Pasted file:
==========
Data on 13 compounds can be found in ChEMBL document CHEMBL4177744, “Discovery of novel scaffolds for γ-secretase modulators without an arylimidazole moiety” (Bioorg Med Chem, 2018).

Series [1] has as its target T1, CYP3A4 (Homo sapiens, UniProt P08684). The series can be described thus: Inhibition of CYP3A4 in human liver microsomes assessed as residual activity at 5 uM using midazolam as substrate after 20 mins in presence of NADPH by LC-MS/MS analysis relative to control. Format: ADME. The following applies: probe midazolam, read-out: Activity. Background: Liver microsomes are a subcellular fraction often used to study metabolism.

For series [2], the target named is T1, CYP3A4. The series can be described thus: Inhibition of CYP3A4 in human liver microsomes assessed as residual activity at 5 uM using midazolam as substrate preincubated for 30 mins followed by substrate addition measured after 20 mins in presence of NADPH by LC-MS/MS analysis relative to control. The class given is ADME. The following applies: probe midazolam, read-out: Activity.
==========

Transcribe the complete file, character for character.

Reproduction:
Data on 13 compounds can be found in ChEMBL document CHEMBL4177744, “Discovery of novel scaffolds for γ-secretase modulators without an arylimidazole moiety” (Bioorg Med Chem, 2018).

Series [1] has as its target T1, CYP3A4 (Homo sapiens, UniProt P08684). The series can be described thus: Inhibition of CYP3A4 in human liver microsomes assessed as residual activity at 5 uM using midazolam as substrate after 20 mins in presence of NADPH by LC-MS/MS analysis relative to control. Format: ADME. The following applies: probe midazolam, read-out: Activity. Background: Liver microsomes are a subcellular fraction often used to study metabolism.

For series [2], the target named is T1, CYP3A4. The series can be described thus: Inhibition of CYP3A4 in human liver microsomes assessed as residual activity at 5 uM using midazolam as substrate preincubated for 30 mins followed by substrate addition measured after 20 mins in presence of NADPH by LC-MS/MS analysis relative to control. The class given is ADME. The following applies: probe midazolam, read-out: Activity.